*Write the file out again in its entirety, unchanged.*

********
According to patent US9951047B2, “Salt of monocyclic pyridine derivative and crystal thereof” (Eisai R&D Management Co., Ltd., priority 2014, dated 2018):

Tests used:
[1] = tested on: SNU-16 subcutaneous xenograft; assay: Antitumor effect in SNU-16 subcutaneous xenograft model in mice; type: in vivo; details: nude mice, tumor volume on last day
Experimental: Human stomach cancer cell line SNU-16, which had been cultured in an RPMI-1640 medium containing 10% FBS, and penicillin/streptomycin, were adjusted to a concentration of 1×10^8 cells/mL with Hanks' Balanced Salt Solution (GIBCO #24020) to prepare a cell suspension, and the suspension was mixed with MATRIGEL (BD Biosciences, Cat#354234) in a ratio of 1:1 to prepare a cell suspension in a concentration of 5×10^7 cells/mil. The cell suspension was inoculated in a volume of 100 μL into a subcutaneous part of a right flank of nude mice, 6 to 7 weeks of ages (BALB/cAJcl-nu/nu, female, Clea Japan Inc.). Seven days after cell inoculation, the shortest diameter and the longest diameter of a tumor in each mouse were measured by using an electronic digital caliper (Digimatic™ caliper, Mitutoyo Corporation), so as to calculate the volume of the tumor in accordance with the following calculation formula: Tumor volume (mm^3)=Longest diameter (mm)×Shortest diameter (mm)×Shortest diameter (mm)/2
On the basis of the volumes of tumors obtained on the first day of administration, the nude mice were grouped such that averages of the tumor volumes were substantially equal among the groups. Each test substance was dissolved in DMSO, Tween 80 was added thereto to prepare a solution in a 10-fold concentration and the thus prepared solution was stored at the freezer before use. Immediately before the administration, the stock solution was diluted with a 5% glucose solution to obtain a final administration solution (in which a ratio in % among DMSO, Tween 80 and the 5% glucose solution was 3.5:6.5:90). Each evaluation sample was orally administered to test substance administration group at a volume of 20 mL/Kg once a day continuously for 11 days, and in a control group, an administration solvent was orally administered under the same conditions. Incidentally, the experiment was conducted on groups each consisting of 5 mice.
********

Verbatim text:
According to patent US9951047B2, “Salt of monocyclic pyridine derivative and crystal thereof” (Eisai R&D Management Co., Ltd., priority 2014, dated 2018):

Tests used:
[1] = tested on: SNU-16 subcutaneous xenograft; assay: Antitumor effect in SNU-16 subcutaneous xenograft model in mice; type: in vivo; details: nude mice, tumor volume on last day
Experimental: Human stomach cancer cell line SNU-16, which had been cultured in an RPMI-1640 medium containing 10% FBS, and penicillin/streptomycin, were adjusted to a concentration of 1×10^8 cells/mL with Hanks' Balanced Salt Solution (GIBCO #24020) to prepare a cell suspension, and the suspension was mixed with MATRIGEL (BD Biosciences, Cat#354234) in a ratio of 1:1 to prepare a cell suspension in a concentration of 5×10^7 cells/mil. The cell suspension was inoculated in a volume of 100 μL into a subcutaneous part of a right flank of nude mice, 6 to 7 weeks of ages (BALB/cAJcl-nu/nu, female, Clea Japan Inc.). Seven days after cell inoculation, the shortest diameter and the longest diameter of a tumor in each mouse were measured by using an electronic digital caliper (Digimatic™ caliper, Mitutoyo Corporation), so as to calculate the volume of the tumor in accordance with the following calculation formula: Tumor volume (mm^3)=Longest diameter (mm)×Shortest diameter (mm)×Shortest diameter (mm)/2
On the basis of the volumes of tumors obtained on the first day of administration, the nude mice were grouped such that averages of the tumor volumes were substantially equal among the groups. Each test substance was dissolved in DMSO, Tween 80 was added thereto to prepare a solution in a 10-fold concentration and the thus prepared solution was stored at the freezer before use. Immediately before the administration, the stock solution was diluted with a 5% glucose solution to obtain a final administration solution (in which a ratio in % among DMSO, Tween 80 and the 5% glucose solution was 3.5:6.5:90). Each evaluation sample was orally administered to test substance administration group at a volume of 20 mL/Kg once a day continuously for 11 days, and in a control group, an administration solvent was orally administered under the same conditions. Incidentally, the experiment was conducted on groups each consisting of 5 mice.